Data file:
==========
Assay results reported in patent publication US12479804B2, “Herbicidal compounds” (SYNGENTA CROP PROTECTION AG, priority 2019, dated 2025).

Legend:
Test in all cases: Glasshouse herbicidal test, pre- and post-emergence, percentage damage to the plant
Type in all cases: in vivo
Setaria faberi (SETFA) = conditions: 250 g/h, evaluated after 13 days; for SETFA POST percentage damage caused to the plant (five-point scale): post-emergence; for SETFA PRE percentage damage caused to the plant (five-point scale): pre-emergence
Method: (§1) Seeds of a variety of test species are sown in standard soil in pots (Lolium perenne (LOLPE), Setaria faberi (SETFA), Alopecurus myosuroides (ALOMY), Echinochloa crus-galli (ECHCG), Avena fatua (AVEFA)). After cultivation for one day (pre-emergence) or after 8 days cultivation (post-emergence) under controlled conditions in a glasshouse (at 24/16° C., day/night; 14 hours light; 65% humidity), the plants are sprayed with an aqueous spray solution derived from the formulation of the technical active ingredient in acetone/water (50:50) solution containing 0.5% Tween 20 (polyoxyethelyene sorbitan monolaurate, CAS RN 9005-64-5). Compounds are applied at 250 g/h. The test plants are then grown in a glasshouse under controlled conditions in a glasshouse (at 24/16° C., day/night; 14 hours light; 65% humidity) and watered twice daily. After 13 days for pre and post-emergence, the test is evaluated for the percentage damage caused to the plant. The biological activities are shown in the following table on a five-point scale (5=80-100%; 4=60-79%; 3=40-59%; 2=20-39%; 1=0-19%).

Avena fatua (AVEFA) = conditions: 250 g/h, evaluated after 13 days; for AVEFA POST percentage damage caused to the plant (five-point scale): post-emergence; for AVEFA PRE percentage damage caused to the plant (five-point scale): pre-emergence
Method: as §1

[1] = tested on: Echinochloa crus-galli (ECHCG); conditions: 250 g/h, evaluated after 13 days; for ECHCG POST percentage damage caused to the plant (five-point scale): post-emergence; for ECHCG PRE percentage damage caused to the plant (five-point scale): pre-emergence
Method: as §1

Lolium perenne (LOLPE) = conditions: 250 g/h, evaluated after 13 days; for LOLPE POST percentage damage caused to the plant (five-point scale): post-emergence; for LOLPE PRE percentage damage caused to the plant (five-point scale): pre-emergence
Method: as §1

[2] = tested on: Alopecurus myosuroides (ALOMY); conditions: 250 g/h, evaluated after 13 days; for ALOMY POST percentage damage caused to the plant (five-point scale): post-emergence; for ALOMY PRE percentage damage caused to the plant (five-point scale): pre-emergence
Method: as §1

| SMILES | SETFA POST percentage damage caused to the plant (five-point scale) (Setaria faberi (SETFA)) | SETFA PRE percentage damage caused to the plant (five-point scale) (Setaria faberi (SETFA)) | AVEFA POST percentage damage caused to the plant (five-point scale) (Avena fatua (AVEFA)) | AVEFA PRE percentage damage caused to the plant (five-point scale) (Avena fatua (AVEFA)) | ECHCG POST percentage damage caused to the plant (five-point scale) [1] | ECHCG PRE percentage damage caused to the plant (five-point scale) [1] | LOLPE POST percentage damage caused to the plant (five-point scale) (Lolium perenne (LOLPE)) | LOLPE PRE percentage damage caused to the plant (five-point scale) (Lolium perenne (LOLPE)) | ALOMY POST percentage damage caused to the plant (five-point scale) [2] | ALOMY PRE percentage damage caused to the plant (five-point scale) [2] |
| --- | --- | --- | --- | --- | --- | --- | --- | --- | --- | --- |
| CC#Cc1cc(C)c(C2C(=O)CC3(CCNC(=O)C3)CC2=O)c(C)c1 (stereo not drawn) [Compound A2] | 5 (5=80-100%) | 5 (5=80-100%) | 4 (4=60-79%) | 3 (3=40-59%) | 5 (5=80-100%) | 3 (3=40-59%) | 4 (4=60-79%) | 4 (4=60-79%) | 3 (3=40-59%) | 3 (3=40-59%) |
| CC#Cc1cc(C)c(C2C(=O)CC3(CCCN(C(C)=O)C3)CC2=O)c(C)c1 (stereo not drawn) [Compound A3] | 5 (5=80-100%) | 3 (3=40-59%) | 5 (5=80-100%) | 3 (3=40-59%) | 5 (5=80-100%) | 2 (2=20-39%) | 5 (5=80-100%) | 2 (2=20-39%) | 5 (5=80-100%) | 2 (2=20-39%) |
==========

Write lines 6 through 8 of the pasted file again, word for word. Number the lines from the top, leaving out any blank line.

Method: (§1) Seeds of a variety of test species are sown in standard soil in pots (Lolium perenne (LOLPE), Setaria faberi (SETFA), Alopecurus myosuroides (ALOMY), Echinochloa crus-galli (ECHCG), Avena fatua (AVEFA)). After cultivation for one day (pre-emergence) or after 8 days cultivation (post-emergence) under controlled conditions in a glasshouse (at 24/16° C., day/night; 14 hours light; 65% humidity), the plants are sprayed with an aqueous spray solution derived from the formulation of the technical active ingredient in acetone/water (50:50) solution containing 0.5% Tween 20 (polyoxyethelyene sorbitan monolaurate, CAS RN 9005-64-5). Compounds are applied at 250 g/h. The test plants are then grown in a glasshouse under controlled conditions in a glasshouse (at 24/16° C., day/night; 14 hours light; 65% humidity) and watered twice daily. After 13 days for pre and post-emergence, the test is evaluated for the percentage damage caused to the plant. The biological activities are shown in the following table on a five-point scale (5=80-100%; 4=60-79%; 3=40-59%; 2=20-39%; 1=0-19%).

Avena fatua (AVEFA) = conditions: 250 g/h, evaluated after 13 days; for AVEFA POST percentage damage caused to the plant (five-point scale): post-emergence; for AVEFA PRE percentage damage caused to the plant (five-point scale): pre-emergence
Method: as §1